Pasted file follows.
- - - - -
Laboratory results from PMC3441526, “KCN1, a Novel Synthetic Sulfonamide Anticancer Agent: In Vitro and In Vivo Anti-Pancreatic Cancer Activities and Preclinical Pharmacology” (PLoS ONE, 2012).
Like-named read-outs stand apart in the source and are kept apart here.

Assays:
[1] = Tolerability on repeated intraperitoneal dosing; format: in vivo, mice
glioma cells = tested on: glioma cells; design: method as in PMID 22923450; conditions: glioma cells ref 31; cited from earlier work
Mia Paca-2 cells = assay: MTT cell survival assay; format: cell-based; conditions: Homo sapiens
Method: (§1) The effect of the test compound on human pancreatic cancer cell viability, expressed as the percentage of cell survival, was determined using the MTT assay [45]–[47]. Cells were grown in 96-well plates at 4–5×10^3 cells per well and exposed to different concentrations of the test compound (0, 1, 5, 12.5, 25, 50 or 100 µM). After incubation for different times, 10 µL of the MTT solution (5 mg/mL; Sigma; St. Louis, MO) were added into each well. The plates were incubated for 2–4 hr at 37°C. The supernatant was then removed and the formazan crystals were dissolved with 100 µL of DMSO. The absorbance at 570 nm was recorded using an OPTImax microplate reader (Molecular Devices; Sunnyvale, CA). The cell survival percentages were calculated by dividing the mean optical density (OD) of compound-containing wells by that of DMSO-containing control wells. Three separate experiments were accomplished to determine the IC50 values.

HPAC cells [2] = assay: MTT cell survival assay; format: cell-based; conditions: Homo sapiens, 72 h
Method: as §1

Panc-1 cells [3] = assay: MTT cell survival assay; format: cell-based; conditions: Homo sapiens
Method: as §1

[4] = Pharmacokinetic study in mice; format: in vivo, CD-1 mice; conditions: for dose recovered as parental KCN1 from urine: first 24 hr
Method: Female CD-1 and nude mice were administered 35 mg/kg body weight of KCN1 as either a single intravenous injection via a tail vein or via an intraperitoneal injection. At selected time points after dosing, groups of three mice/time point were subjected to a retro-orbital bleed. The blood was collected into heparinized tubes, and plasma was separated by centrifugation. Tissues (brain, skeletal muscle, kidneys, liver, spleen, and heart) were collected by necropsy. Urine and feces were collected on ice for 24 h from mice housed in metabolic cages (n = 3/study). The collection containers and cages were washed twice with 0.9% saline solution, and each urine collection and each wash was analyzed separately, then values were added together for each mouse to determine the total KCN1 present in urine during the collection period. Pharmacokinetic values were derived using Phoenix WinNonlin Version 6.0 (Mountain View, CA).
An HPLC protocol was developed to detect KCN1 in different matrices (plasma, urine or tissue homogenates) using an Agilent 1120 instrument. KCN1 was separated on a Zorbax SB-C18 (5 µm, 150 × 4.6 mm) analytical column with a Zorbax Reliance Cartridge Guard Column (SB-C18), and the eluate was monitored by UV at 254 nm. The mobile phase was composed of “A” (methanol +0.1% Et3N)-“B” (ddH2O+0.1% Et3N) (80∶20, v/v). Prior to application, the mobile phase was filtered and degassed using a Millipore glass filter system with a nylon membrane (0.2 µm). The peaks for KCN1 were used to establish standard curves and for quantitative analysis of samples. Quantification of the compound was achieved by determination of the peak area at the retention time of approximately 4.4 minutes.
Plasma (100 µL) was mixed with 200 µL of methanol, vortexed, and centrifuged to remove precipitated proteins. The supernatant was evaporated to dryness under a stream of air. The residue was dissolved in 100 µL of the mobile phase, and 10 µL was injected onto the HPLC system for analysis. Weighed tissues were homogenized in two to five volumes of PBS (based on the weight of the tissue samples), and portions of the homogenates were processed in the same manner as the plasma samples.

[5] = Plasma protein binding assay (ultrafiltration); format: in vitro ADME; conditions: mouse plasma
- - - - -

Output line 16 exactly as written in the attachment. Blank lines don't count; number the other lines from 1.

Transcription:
[5] = Plasma protein binding assay (ultrafiltration); format: in vitro ADME; conditions: mouse plasma